For many people, this high Mariology demonstrated by Maximus might be incompatible with their own belief system. However, it is possible to read Maximus’ Life of the Virgin without hearing it with our own biases for biography and literal, historical truths—looking for the “Mary of history.” Maximus himself offers this interpretive key. Including Mary Magdalene in the narrative, he gives the facts of her life and then adds: “But she [Mary Magdalene] was also a symbol of human nature,” going on to interpret the larger meaning of the seven demons cast out from her.

The Virgin Mary also is a symbol of human nature in Maximus’ writing—she stands in for us and human nature in the narrative. The ever-expansive grace of the Incarnation is modeled and prefigured for us in the life of the Virgin.  What she has become, so also we shall be. Writing of her holy Dormition, Maximus explains that “thus our nature was raised up to heaven in the eternal kingdom not only by her Son, but also by the immaculate mother.” Offering an eschatological model of gender symmetry, Mary prefigures full humanity, male and female, entering into the eternal Kingdom of Heaven. “Now our nature had been raised to Heaven by the ascension and translation of the holy Virgin, as before by the Ascension of her Son.” A necessary complementarity is realized in her likeness to the death and resurrection of her Son. “She was buried as one of the dead according to the order of nature, and she was translated as the Mother of God, in order to confirm and make credible the Resurrection of the Lord born from her and the assumption of the nature that he had put on from her, and to confirm our ascension and incorruptibility that will truly come later.”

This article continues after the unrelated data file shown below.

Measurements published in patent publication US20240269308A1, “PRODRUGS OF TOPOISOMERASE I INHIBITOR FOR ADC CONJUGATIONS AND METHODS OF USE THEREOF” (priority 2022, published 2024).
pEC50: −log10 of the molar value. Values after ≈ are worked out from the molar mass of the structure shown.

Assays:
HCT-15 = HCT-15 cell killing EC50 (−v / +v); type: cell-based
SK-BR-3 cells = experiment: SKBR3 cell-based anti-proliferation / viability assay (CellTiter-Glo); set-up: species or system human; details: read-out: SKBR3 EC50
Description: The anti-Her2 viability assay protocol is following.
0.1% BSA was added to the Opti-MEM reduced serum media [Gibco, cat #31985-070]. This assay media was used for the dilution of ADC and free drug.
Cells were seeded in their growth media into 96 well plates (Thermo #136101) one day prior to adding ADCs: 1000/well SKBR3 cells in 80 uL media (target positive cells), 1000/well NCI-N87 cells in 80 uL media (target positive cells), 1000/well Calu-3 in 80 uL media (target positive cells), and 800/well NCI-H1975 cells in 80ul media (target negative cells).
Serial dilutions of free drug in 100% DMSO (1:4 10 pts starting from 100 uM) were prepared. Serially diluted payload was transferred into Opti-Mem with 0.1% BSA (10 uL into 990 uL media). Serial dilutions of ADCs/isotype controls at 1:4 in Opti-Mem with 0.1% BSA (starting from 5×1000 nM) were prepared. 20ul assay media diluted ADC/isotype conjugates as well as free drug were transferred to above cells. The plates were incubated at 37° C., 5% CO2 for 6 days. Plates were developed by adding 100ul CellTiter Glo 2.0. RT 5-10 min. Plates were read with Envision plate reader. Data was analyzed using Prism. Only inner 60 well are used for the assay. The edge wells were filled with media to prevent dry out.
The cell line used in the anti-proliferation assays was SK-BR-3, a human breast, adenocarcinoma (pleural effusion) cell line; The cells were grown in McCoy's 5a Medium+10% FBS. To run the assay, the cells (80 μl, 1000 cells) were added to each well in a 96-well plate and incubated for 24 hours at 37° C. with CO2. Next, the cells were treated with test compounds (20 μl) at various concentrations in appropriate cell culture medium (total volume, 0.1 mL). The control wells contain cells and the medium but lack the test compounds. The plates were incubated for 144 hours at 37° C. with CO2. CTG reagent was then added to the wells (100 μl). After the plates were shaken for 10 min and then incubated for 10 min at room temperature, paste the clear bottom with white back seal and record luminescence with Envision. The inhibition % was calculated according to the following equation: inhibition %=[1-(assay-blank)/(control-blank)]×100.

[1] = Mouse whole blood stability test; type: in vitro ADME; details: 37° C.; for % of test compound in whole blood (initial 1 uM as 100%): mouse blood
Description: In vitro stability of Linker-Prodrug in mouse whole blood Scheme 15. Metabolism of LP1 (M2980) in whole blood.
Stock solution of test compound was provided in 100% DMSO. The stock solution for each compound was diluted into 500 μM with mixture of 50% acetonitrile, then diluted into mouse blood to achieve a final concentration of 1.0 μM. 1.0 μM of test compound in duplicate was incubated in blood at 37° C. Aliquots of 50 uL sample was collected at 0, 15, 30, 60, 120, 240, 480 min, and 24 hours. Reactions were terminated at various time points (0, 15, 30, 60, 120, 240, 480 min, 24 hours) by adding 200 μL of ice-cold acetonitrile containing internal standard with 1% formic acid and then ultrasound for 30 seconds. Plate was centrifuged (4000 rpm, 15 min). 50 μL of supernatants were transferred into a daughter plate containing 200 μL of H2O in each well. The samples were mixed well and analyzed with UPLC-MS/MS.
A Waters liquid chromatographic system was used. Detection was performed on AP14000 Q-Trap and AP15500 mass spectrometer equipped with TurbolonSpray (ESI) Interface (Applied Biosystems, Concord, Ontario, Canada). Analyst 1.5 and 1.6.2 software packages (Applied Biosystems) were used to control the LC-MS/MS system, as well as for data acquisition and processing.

Thus as we move forward to the great Nativity feast, let us journey together with the Virgin Mary, marveling at the all-holy Incarnation gestating within.

She is the beginning of our renewal. She is the cause of divine mercy toward humanity.

*All quotes from Stephen J. Shoemaker’s 2012 translation, Yale University Press. 
See our call for articles if you would like to write for our On the Incarnation series.

Kevin C.A. Elphick holds a DMin from Graduate Theological Foundation with a concentration in ecumenism. Earlier he obtained an MA in Franciscan Studies from St. Bonaventure University and an MA in Religious Studies from Loyola University in conjunction with a joint studies program at Spertus College of Judaica. He is a Companion of New Skete, and works as a supervisor with a suicide prevention hotline serving veterans and active duty members.